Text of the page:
The petitioner traversed the return, and denied that the said minor was in the care, custody, and control of the respondent by virtue of letters of guardianship, and alleged that the said minor has been in the care, custody, and control of respondent Gatti by force and violence, and without authority of law or of any person legally authorized to place the child in the custody of the respondent.
The case came to trial on the issues of fact raised in the petition, return, and traverse thereof by the petitioner, and the testimony having been heard in open court, a final order was mede, adjudging the said William Norton to be a minor of the age of two and one-half years, and that his best interests required that the said John C. Gatti have the care, custody, and control of said infant, who was thereupon remanded to the care, custody, and control of said respondent.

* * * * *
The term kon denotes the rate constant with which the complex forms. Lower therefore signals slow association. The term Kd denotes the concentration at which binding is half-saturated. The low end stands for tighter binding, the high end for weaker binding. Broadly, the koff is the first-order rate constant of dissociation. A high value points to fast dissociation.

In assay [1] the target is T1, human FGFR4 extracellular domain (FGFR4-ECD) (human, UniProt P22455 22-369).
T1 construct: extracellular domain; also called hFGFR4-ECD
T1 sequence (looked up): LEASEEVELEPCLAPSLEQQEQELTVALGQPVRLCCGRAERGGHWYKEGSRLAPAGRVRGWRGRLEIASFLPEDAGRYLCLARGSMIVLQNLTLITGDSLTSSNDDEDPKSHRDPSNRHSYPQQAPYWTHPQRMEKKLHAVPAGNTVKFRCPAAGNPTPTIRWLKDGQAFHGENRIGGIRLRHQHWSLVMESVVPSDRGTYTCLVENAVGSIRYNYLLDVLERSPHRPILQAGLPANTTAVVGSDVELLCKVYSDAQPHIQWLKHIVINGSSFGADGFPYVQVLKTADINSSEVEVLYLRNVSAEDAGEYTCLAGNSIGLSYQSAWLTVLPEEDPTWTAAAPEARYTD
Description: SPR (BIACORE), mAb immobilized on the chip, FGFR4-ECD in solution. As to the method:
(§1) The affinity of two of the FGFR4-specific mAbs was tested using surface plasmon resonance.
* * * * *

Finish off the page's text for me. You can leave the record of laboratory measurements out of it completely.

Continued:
In the view which we take of the jurisdiction of this court to entertain the appeal in this case, it is unnecessary to consider the elaborate findings of fact made in the supreme court of Arizona as the basis of its order, further than they bear upon the question of jurisdiction to entertain this appeal.